For North Cronulla Surf Life Saving Club legend Barry Schuetrumpf, the thrill of rescuing someone from the water is akin to his day job of restoring power to storm-ravaged homes.
The Ausgrid Emergency Service Officer (EMSO) supervisor has seen it all during his long career and said there was definitely a striking parallel between his day job and his voluntary role as a surf lifesaver.
"You go to some jobs and you can see the panic in people's eyes when they've got no power and they've got kids or they're elderly and they've got medication that needs refrigeration," he said.
"It's the same panic in people's eyes when you're carrying out a rescue.
"Definitely a look of vulnerability and they're just praying and hoping you can do something to help them.
"When we restore power for a customer most of them are just so thankful."
While Barry's day job involves making areas safe and restoring power after severe storms, such as the tornado that ripped through Kurnell in December 2015, his voluntary role sees him pluck people from the water.
He said his training as an Ausgrid employee helped prepare him for surf lifesaving.
Barry says one of the rescues that stands out in his mind took place in 1976.
The then-apprentice electrician had organised a carnival at North Cronulla, but on the day there were huge seas.
"It was the elite competitors in the Nutrigrain carnival," he said.
"Any other carnival it just would have been cancelled but because we knew these guys were elite, we knew they could handle it.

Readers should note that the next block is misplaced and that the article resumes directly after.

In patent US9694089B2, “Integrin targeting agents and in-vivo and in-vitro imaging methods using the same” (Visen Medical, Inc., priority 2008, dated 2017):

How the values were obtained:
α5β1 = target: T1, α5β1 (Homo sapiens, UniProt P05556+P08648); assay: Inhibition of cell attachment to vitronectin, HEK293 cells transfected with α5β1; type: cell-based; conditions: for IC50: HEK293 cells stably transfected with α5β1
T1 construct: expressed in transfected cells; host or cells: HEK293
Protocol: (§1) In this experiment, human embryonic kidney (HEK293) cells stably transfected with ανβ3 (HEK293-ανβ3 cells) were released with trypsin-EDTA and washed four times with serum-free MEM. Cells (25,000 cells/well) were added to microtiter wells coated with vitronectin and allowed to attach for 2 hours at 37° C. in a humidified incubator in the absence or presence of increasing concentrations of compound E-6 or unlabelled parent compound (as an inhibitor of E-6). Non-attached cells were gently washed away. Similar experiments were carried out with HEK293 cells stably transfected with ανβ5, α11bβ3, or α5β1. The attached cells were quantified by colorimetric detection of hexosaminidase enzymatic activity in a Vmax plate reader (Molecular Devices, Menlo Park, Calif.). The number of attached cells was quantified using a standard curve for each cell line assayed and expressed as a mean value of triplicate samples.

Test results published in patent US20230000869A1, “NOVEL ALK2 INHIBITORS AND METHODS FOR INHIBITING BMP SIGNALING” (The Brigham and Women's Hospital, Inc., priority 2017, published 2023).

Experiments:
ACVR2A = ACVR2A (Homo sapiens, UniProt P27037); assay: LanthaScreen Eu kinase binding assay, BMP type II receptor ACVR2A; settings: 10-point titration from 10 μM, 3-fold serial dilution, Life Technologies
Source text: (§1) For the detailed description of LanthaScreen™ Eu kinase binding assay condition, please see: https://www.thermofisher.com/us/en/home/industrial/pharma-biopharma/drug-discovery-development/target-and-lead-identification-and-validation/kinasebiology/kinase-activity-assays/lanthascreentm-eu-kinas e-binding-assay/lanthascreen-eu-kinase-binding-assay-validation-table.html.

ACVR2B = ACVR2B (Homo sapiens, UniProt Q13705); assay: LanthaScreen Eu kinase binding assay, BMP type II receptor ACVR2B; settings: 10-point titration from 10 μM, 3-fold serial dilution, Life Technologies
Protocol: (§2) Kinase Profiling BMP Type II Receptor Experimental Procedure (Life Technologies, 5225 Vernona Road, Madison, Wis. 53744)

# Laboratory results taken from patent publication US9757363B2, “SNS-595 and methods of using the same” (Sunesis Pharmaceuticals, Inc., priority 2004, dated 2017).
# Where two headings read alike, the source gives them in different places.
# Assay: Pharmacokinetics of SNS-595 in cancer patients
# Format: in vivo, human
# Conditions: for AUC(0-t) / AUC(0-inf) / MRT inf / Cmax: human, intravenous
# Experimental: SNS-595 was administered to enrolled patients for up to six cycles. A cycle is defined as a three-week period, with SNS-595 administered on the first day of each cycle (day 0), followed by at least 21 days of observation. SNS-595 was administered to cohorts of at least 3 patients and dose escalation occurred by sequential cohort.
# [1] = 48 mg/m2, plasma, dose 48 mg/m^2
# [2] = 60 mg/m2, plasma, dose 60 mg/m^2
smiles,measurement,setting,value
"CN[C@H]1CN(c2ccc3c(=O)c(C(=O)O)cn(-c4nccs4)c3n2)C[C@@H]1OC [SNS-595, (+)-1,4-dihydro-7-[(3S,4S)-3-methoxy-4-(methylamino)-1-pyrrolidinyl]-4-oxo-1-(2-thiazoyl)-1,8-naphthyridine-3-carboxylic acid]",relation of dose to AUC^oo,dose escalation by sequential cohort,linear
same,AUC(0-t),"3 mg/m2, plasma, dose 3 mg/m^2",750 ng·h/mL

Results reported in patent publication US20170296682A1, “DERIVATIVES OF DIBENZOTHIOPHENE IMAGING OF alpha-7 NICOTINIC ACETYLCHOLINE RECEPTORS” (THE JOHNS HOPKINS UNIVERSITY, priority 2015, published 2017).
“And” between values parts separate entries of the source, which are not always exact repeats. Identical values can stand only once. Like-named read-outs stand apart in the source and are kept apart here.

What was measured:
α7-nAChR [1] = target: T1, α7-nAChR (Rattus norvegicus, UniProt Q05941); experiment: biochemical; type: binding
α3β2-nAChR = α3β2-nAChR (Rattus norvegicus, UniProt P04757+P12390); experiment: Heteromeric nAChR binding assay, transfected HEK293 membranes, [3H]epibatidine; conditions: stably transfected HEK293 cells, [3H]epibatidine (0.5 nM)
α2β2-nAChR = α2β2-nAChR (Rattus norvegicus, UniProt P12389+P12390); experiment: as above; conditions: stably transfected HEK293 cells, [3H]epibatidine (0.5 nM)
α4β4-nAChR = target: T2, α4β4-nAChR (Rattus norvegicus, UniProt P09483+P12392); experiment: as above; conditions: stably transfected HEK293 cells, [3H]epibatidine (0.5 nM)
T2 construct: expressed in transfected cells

"It had all finished and we were packing up and there was just me and one of the council lifeguards left on the beach and just up the road at Elouera you could see a few people in difficulty.
"So, we grabbed a rubber ducky, which was still on the beach ... it was the last thing we were packing away, and we went out and rescued three of them.
"One of them was pretty bad and needed resuscitation when we got to the beach."
After 32 years with North Cronulla Surf Life Saving Club, Barry, now 60, recently received the ultimate accolade when a new surf boat was named after him.
North Cronulla Surf Life Saving Club president Geoff Budd said Barry, or 'Bazz' as he is affectionately known, was a true legend of the beach and deserving of the honour.
"He's quietly spoken and a true gentleman who has competed at the highest levels of surf boat rowing, representing not only North Cronulla in many finals, but also NSW and Australia," he said.